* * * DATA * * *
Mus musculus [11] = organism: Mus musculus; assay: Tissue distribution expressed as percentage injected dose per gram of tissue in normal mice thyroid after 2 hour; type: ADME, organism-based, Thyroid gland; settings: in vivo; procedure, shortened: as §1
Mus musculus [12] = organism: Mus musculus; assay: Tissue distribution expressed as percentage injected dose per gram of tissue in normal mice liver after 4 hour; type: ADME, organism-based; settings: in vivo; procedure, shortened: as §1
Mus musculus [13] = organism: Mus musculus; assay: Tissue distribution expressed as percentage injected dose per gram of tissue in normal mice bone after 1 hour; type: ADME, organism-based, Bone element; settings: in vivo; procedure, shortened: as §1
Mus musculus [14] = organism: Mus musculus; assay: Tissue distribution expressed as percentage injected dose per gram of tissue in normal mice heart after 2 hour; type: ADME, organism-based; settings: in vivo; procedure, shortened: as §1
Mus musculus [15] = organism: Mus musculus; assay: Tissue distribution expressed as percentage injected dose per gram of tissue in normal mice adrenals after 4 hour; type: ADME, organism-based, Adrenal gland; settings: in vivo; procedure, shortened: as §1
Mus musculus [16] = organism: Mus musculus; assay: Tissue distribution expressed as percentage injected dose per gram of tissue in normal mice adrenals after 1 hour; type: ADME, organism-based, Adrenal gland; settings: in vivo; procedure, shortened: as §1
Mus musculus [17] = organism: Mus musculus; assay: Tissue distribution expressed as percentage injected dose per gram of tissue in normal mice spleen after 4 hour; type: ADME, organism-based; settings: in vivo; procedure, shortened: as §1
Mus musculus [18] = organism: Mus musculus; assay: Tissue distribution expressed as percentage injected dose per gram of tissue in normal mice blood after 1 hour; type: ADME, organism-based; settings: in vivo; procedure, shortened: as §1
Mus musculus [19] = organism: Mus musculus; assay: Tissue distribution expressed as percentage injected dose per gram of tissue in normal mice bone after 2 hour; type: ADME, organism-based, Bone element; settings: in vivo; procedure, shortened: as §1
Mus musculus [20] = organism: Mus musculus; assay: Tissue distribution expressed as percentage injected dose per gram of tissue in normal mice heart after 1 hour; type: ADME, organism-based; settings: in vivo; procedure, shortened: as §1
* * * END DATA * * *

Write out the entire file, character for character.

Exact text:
Mus musculus [11] = organism: Mus musculus; assay: Tissue distribution expressed as percentage injected dose per gram of tissue in normal mice thyroid after 2 hour; type: ADME, organism-based, Thyroid gland; settings: in vivo; procedure, shortened: as §1
Mus musculus [12] = organism: Mus musculus; assay: Tissue distribution expressed as percentage injected dose per gram of tissue in normal mice liver after 4 hour; type: ADME, organism-based; settings: in vivo; procedure, shortened: as §1
Mus musculus [13] = organism: Mus musculus; assay: Tissue distribution expressed as percentage injected dose per gram of tissue in normal mice bone after 1 hour; type: ADME, organism-based, Bone element; settings: in vivo; procedure, shortened: as §1
Mus musculus [14] = organism: Mus musculus; assay: Tissue distribution expressed as percentage injected dose per gram of tissue in normal mice heart after 2 hour; type: ADME, organism-based; settings: in vivo; procedure, shortened: as §1
Mus musculus [15] = organism: Mus musculus; assay: Tissue distribution expressed as percentage injected dose per gram of tissue in normal mice adrenals after 4 hour; type: ADME, organism-based, Adrenal gland; settings: in vivo; procedure, shortened: as §1
Mus musculus [16] = organism: Mus musculus; assay: Tissue distribution expressed as percentage injected dose per gram of tissue in normal mice adrenals after 1 hour; type: ADME, organism-based, Adrenal gland; settings: in vivo; procedure, shortened: as §1
Mus musculus [17] = organism: Mus musculus; assay: Tissue distribution expressed as percentage injected dose per gram of tissue in normal mice spleen after 4 hour; type: ADME, organism-based; settings: in vivo; procedure, shortened: as §1
Mus musculus [18] = organism: Mus musculus; assay: Tissue distribution expressed as percentage injected dose per gram of tissue in normal mice blood after 1 hour; type: ADME, organism-based; settings: in vivo; procedure, shortened: as §1
Mus musculus [19] = organism: Mus musculus; assay: Tissue distribution expressed as percentage injected dose per gram of tissue in normal mice bone after 2 hour; type: ADME, organism-based, Bone element; settings: in vivo; procedure, shortened: as §1
Mus musculus [20] = organism: Mus musculus; assay: Tissue distribution expressed as percentage injected dose per gram of tissue in normal mice heart after 1 hour; type: ADME, organism-based; settings: in vivo; procedure, shortened: as §1